I'm aware of the historically importance of rivers for earlier civilizations. Some of the most significant economies of the past were built on the bank of a river.

I would like to know if:

  1. Was it possible to navigate a river against the current on a medieval boat?

  2. If it depends on the river, I'm more interested on the Douro river, starting at Oporto city (Portugal) and going to Spain (Valladolid). What would be the requirements of a medieval ship to get two people to make this trip?

  3. If that was not possible, I would like to know if there was any value on walking along with the flow of the river, and if it was a common practice at the medieval time.

  • Yes, you could row or you could pay people to pull your ship forward while they're walking on a path made for that purpose. About question 2, what are you asking? Obviously the boat has to be big enough for two people. 3. Of course, people walked a lot in medieval times. Not really sure why you're even asking that.
    – Jeroen K
    Dec 6, 2014 at 22:20
  • Dear @JeroenK, thanks for your time. The question is about possibility and common practice in the middle ages. If the current of a river is too strong, then it could be not possible (or worthy) to go against it. And question 3 is about which is the desirable walking path from Oporto to Valladolid: a road or going along with the river.
    – Chaotic
    Dec 6, 2014 at 22:29
  • I see, I won't be able to answer that though.
    – Jeroen K
    Dec 6, 2014 at 22:41
  • 4
    If you think about it, obviously you could do it, since the alternative was building the ships upriver, and dismantling them after a single trip.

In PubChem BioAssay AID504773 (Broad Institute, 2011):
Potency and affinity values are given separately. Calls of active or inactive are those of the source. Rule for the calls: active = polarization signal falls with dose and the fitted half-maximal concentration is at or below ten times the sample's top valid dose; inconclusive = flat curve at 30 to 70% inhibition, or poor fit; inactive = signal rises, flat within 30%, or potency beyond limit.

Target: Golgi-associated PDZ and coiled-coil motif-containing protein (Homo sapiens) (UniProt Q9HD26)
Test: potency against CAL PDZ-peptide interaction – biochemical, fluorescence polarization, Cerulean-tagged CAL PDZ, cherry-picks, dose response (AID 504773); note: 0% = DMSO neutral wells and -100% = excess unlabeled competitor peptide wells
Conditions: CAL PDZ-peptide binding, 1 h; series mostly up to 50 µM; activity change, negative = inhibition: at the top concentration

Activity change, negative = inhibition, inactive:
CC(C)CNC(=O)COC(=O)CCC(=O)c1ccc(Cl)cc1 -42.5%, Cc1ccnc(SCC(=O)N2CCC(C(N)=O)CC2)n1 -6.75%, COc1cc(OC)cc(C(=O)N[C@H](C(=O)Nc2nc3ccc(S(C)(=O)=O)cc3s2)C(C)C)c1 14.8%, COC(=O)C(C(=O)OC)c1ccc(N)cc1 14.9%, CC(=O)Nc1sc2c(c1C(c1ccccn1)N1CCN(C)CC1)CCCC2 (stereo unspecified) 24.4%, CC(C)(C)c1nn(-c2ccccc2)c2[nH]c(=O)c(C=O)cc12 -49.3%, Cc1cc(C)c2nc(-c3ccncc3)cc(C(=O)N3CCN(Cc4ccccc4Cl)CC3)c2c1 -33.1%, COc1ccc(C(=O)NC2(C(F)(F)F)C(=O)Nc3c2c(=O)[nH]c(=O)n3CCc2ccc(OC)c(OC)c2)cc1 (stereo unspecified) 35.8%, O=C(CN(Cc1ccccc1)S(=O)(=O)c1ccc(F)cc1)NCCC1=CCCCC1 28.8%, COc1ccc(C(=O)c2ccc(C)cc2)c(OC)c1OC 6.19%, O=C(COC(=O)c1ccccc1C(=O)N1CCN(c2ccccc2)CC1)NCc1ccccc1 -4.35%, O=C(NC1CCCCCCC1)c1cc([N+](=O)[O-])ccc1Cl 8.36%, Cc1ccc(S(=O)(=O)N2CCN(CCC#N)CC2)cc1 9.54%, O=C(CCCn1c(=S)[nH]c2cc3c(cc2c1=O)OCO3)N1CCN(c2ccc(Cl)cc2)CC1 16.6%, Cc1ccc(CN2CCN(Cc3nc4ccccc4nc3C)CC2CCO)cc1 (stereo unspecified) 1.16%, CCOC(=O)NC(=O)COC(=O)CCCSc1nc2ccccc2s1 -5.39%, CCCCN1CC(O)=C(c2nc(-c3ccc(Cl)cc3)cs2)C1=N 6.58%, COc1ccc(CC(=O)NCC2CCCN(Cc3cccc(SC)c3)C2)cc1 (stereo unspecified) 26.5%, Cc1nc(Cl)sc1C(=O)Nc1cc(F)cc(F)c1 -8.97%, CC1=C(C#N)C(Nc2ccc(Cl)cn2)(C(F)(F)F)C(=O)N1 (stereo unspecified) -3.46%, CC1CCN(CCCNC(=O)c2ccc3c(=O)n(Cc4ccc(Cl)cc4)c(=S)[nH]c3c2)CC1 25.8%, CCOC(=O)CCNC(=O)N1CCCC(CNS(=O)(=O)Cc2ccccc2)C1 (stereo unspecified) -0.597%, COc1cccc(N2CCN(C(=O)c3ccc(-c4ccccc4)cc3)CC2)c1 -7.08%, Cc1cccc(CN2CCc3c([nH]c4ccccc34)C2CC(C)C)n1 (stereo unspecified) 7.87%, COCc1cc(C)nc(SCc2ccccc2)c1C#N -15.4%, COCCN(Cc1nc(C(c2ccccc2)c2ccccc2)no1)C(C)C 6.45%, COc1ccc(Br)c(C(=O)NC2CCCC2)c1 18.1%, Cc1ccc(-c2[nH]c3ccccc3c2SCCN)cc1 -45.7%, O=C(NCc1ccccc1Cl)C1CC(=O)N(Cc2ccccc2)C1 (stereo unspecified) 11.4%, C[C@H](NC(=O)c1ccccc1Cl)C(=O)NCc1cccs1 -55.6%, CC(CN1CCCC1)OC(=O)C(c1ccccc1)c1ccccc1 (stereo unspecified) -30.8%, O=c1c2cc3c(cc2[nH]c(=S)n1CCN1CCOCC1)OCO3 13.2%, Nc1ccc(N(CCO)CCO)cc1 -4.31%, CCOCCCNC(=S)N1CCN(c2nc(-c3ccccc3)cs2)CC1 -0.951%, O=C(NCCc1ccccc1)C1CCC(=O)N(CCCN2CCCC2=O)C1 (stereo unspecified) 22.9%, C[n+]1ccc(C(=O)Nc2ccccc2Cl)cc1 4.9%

– o0'.
    Dec 7, 2014 at 13:30
  • 1
    This was a common practice in the early frontier in the Ohio river valley. Flatboats would be made, floated with cargo downriver to New Orleans, and broken up. The crew would walk back overland on the Nachez Trace and other trails.
    – Oldcat
    Feb 29, 2016 at 22:03

2 Answers 2


In response to question (1), very much so. You could row the boat, you could pole it, you could have it towed by people or beasts of burden, or if the wind was in your favor, you could sail up the river. Poling and towing, in particular, could be used on any navigable river regardless of how strong the current was.

  • Even if the wind was blowing downstream, couldn't you tack? I guess the river would have to be wide enough to come about, the current would have to be slow enough, and the river would have to be deep enough to allow sailing on it with a vessel that had a keel.
    – user2848
    Dec 9, 2014 at 3:03

Yes. Punts, Barges and Hulks were poled or towed up river.

Here's a book with multiple chapters focused on Southern Northern Europe: Medieval Boat and Ship Finds of Germany, the Low Countries, and Northeast France

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